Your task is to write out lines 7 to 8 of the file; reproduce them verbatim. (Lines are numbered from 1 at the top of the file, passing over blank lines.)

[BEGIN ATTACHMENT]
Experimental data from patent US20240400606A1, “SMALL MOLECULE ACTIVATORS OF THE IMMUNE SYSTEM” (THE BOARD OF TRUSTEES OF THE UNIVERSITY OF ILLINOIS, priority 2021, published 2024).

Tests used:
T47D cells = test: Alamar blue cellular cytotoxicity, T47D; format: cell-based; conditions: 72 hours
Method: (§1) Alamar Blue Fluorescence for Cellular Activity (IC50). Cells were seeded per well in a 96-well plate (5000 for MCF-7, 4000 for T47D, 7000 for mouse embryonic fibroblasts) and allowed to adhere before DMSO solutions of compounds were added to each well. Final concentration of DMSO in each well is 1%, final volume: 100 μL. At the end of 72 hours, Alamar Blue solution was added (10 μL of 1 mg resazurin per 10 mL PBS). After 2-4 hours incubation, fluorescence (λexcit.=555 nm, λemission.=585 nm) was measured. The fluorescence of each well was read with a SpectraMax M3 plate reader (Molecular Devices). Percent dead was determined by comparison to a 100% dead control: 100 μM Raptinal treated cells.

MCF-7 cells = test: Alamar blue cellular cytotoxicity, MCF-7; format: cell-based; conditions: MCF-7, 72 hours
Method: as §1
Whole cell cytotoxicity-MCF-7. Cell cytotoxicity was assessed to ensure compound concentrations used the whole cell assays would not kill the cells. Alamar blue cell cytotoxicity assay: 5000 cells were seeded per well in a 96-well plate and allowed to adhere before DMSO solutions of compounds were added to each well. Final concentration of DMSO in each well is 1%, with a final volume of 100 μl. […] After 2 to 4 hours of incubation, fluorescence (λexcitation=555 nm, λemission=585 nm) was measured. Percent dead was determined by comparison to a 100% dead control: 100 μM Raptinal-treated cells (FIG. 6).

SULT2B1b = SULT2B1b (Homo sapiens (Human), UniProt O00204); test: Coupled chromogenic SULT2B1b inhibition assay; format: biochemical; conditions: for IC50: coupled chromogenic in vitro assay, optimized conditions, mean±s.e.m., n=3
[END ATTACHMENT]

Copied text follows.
Whole cell cytotoxicity-MCF-7. Cell cytotoxicity was assessed to ensure compound concentrations used the whole cell assays would not kill the cells. Alamar blue cell cytotoxicity assay: 5000 cells were seeded per well in a 96-well plate and allowed to adhere before DMSO solutions of compounds were added to each well. Final concentration of DMSO in each well is 1%, with a final volume of 100 μl. […] After 2 to 4 hours of incubation, fluorescence (λexcitation=555 nm, λemission=585 nm) was measured. Percent dead was determined by comparison to a 100% dead control: 100 μM Raptinal-treated cells (FIG. 6).

SULT2B1b = SULT2B1b (Homo sapiens (Human), UniProt O00204); test: Coupled chromogenic SULT2B1b inhibition assay; format: biochemical; conditions: for IC50: coupled chromogenic in vitro assay, optimized conditions, mean±s.e.m., n=3